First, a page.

On October 25, anonymous members of the U of T community hung up a sign which said “U of T protects predators” on the doors of the Edward Johnson Building and spray painted the word “Shame” on the ground in front of it.
According to the Canadian Union of Public Employees Local 3902 (CUPE 3902), which posted about the incident on Twitter, the protest was a response to the “open secret” of pervasive sexual violence and racism that has circulated in the Faculty of Music for many years but never been properly addressed.
The Faculty of Music released a letter in May that acknowledged this toxic culture and promised to create a working group that would facilitate transparent action against sexual harassment.
The display did not remain in place for long, as Campus Safety removed it within half an hour of its installation.
— CUPE 3902 (@cupe3902) October 25, 2021
Other organizations have continued to organize in response to allegations of sexual harassment and violence in the Faculty of Music. The Faculty of Music Undergraduate Association released two statements on sexual violence in the spring, and it released an open letter addressed to the Faculty of Music in June. The letter included the signatures and testimonies of community members along with the association’s initial grievances and demands.
Though CUPE 3902 did not organize this particular protest action, it comes a few months after the union’s autonomous activist wing, the Flying Squad, assembled clotheslines along Philosopher’s Walk that displayed student testimonies about the faculty’s culture on note cards. In an email to The Varsity, CUPE 3902’s Chair Amy Conwell added that the union supports survivors’ right to protest.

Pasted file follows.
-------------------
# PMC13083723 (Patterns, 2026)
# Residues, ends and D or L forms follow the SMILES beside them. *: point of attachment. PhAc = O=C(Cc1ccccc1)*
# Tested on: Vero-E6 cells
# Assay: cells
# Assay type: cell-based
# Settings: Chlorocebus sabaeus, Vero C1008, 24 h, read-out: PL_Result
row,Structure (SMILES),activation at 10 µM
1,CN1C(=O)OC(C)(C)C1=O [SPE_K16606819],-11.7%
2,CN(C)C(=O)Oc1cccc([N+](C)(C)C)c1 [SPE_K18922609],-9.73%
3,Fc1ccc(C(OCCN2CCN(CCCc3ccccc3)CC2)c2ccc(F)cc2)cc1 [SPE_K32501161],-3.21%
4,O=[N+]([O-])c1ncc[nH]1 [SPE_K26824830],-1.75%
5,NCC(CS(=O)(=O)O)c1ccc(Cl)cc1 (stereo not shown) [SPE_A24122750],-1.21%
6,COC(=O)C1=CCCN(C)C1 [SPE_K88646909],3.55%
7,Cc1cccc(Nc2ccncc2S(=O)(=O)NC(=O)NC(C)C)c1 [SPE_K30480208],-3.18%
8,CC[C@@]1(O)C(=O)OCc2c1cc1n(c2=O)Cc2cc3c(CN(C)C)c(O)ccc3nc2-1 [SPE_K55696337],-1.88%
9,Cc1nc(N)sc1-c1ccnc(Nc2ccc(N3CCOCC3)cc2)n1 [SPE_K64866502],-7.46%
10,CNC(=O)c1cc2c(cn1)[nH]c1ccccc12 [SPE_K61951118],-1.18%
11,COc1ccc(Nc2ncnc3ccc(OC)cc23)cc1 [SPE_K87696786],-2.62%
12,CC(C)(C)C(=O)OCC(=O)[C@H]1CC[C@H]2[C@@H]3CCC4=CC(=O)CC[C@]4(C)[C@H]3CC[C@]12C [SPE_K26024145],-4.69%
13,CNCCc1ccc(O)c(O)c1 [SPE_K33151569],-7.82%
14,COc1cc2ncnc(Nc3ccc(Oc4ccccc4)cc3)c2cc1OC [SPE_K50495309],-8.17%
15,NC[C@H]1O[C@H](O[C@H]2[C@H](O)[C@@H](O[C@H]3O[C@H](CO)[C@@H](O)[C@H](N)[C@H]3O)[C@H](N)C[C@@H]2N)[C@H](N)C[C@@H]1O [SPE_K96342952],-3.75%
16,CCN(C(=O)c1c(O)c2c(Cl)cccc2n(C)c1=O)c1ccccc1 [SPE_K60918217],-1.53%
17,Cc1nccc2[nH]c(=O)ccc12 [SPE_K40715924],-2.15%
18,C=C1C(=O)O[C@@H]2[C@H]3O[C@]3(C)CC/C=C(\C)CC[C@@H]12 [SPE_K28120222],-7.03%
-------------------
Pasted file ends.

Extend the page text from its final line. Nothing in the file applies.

CUPE 3902 added that it is organizing with members of the department to demand a more proactive system to prevent sexual violence “with timelines for responses, protections for survivors and whistleblowers, and real consequences for perpetrators.”
The protest also comes after an investigation by Al Jazeera published allegations of sexual harassment and misconduct recently against former Trinity College provost, vice-chancellor, and professor of English and medieval studies Andy Orchard. In response to The Varsity’s request for comment on the allegations, a representative for Orchard wrote, “Our client denies these allegations and will co-operate fully with the university in any enquiry it wishes to make. He has no further comment.”